Nausea, dry retching and vomiting is present in approximately 70-80% of pregnancies. This is usually limited to the first trimester however in some cases it can continue until delivery. The severity of it varies. The exact pathogenesis of this is unknown however it is widely accepted that the nausea and vomiting results from endocrine and metabolic factors in the placenta (Lee & Saha, 2011).

A randomised control trial of 593 women who were less than 14 weeks pregnant and had nausea and vomiting symptoms was undertaken by a maternity hospital in Adelaide in 2002. 4 control groups were created and participants received either, 1. Traditional acupuncture, 2. Acupuncture to the point Pericardium 6 (PC6), 3. Sham acupuncture or 4., no acupuncture, once a week for 4 weeks. The group who received traditional acupuncture reported less nausea and dry retching from week 2. The group who had acupuncture to PC6 had less nausea from week 2 and less dry retching from week 3. There was no overall difference in vomiting for any of the groups (Smith, Crowther & Beilby, 2002).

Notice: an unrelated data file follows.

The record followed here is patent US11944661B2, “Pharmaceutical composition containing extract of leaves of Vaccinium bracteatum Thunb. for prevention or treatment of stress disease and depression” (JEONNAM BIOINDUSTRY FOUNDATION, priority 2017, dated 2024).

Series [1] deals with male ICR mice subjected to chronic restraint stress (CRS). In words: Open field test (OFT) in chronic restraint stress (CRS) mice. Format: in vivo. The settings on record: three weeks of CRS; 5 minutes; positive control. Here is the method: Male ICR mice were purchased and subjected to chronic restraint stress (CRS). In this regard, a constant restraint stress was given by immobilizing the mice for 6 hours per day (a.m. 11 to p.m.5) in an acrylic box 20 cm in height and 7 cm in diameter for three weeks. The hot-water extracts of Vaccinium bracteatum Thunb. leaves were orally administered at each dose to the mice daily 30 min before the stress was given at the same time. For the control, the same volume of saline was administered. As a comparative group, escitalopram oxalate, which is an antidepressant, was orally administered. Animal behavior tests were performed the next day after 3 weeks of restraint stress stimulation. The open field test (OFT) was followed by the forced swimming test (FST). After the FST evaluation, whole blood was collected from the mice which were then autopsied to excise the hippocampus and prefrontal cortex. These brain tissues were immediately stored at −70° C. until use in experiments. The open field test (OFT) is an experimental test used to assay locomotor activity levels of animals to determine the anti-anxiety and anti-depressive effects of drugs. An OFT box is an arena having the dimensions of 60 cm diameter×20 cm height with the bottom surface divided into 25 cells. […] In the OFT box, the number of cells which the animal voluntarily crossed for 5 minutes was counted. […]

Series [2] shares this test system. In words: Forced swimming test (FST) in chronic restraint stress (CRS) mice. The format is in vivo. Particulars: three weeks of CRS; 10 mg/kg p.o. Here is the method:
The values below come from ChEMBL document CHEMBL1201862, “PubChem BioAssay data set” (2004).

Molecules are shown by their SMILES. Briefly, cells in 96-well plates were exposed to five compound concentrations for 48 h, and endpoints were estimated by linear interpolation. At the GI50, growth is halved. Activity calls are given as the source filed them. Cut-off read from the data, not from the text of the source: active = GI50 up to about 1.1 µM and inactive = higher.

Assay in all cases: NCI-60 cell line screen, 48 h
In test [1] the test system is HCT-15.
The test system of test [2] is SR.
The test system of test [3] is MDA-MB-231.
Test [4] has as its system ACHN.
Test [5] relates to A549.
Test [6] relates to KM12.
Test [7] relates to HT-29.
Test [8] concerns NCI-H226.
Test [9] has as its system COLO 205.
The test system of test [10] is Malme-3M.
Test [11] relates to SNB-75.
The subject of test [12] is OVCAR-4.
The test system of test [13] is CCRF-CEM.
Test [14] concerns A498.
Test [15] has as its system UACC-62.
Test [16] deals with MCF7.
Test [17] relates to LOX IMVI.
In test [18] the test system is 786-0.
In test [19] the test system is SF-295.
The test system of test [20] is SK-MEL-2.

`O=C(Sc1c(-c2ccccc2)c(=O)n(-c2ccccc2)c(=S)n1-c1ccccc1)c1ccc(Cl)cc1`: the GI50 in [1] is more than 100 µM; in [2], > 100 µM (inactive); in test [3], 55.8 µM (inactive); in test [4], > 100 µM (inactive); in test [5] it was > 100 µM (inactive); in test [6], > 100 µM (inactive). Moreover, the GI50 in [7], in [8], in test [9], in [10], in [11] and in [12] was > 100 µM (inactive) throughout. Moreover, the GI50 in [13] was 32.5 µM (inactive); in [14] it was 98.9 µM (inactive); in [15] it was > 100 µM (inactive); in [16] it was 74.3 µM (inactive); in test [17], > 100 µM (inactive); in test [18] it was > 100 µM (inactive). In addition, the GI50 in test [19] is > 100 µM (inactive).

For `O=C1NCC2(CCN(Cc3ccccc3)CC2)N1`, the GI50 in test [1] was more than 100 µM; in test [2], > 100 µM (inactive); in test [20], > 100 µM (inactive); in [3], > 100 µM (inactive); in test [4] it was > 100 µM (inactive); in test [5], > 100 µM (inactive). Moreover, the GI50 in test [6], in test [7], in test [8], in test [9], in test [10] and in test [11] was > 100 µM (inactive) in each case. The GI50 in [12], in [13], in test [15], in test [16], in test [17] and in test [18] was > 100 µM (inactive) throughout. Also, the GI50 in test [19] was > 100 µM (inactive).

In 2014 a Cochrane database review was undertaken by Matthews, Hass, O’Mathuna et al, to assess the safety and efficacy of varying interventions for nausea and vomiting in early pregnancy. Some of the interventions reviewed included, acupuncture and acupressure to PC6, vitamin B6 , ginger and antiemetic drugs. The review concluded that there is a lack of high quality evidence with large numbers of participants to support the use of acupuncture during pregnancy to point PC6 to treat nausea and vomiting. This does not mean that the treatment is ineffective just that stronger evidence is required in order to make specific recommendations.

2. Back and pelvic pain